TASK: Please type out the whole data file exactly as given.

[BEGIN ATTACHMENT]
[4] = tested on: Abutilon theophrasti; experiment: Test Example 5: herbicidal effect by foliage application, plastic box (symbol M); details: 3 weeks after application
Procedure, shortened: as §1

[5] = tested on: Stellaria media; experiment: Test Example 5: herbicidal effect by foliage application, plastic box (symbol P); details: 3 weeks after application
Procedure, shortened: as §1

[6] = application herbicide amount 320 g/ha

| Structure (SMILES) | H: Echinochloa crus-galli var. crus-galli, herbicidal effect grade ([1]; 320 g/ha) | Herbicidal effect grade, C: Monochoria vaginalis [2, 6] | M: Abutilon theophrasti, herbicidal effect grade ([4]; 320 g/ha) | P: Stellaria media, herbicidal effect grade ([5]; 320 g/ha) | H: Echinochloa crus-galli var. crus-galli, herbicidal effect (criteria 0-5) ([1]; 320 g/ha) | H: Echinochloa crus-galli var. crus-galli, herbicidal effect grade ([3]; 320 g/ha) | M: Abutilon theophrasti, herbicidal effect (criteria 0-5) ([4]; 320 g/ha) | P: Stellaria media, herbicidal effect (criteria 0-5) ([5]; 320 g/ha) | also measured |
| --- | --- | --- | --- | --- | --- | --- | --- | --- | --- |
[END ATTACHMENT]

[4] = tested on: Abutilon theophrasti; experiment: Test Example 5: herbicidal effect by foliage application, plastic box (symbol M); details: 3 weeks after application
Procedure, shortened: as §1

[5] = tested on: Stellaria media; experiment: Test Example 5: herbicidal effect by foliage application, plastic box (symbol P); details: 3 weeks after application
Procedure, shortened: as §1

[6] = application herbicide amount 320 g/ha

| Structure (SMILES) | H: Echinochloa crus-galli var. crus-galli, herbicidal effect grade ([1]; 320 g/ha) | Herbicidal effect grade, C: Monochoria vaginalis [2, 6] | M: Abutilon theophrasti, herbicidal effect grade ([4]; 320 g/ha) | P: Stellaria media, herbicidal effect grade ([5]; 320 g/ha) | H: Echinochloa crus-galli var. crus-galli, herbicidal effect (criteria 0-5) ([1]; 320 g/ha) | H: Echinochloa crus-galli var. crus-galli, herbicidal effect grade ([3]; 320 g/ha) | M: Abutilon theophrasti, herbicidal effect (criteria 0-5) ([4]; 320 g/ha) | P: Stellaria media, herbicidal effect (criteria 0-5) ([5]; 320 g/ha) | also measured |
| --- | --- | --- | --- | --- | --- | --- | --- | --- | --- |